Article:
A member of the Hickory family, and the largest and most familiar in the south, the pecan tree is a stately, almost imposing figure in the rich open lowlands. Deciduous, the Pecan Tree can grow to 130 feet in height, and can live, bearing nuts, for up to 300 years. Homeowners commonly plant the pecan tree to use for shade in their landscaping.
According to Sibley's new Guide to Trees, it is one of the last trees to leaf out in the spring, and the leaves stay green into late fall, and is monoecious. As you can surmise by its massive size, a single tree can produce more than 1,000 pounds of nuts in one season. It's wide spreading branches invite various visitors, including this ladder-backed woodpecker!
Pecans are a good source of protein and unsaturated fats, and like the walnut, are rich in Omega 6 - fatty acids. They are featured in many traditional, sweet, southern desserts, such as pecan pie.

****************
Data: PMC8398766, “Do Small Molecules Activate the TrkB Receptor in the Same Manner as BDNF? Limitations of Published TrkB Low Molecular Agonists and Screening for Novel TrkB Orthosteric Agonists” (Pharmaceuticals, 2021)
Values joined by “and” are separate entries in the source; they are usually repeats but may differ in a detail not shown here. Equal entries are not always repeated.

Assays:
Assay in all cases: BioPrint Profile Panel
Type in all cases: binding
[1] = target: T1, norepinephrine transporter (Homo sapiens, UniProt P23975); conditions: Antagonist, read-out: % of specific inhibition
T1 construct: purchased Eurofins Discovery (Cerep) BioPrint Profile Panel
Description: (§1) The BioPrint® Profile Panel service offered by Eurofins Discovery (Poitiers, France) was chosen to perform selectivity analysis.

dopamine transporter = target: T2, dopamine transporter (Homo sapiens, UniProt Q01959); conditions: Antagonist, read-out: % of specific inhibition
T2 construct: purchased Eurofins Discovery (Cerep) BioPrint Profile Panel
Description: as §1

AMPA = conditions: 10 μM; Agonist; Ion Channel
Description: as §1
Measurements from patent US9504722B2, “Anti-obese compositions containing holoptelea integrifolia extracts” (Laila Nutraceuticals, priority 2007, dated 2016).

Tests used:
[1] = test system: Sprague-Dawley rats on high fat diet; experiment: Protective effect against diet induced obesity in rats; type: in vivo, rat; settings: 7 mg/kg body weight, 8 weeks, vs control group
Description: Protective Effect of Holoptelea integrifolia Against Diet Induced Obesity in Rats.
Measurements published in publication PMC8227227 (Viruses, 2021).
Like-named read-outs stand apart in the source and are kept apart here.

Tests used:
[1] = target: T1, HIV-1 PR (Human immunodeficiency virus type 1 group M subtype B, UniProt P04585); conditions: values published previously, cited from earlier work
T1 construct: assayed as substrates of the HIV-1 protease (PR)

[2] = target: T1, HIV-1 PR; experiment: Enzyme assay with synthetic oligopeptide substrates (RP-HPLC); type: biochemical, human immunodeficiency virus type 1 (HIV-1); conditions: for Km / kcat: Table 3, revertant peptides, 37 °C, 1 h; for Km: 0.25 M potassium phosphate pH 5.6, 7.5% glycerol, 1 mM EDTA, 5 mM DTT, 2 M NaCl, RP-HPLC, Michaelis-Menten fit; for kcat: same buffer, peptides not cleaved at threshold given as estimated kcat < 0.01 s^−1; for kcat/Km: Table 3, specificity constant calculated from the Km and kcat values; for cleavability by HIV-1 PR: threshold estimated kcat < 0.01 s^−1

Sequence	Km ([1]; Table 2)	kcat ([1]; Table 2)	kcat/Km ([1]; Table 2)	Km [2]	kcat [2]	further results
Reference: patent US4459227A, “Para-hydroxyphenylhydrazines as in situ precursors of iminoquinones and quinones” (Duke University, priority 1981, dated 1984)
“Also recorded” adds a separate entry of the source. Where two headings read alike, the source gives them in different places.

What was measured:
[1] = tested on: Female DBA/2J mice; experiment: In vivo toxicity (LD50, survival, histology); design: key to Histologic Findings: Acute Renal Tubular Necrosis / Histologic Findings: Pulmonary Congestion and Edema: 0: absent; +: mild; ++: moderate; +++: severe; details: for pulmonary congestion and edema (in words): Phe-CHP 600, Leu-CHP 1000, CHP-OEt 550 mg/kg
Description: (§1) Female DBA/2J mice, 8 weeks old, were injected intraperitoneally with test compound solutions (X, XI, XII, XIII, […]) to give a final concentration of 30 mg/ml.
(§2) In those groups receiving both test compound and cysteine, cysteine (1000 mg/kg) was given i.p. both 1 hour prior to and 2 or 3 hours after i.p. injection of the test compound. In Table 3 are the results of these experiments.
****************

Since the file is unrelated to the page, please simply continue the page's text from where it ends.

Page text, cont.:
The word pecan is from an Algonquian word meaning a 'nut requiring a stone to crack'. The early settlers found these native trees growing in a large region from the Mississippi Valley to central Texas and to this day, they continue to be valuable sources for cultivars. Aside from nut production, pecan trees provide furniture-grade wood.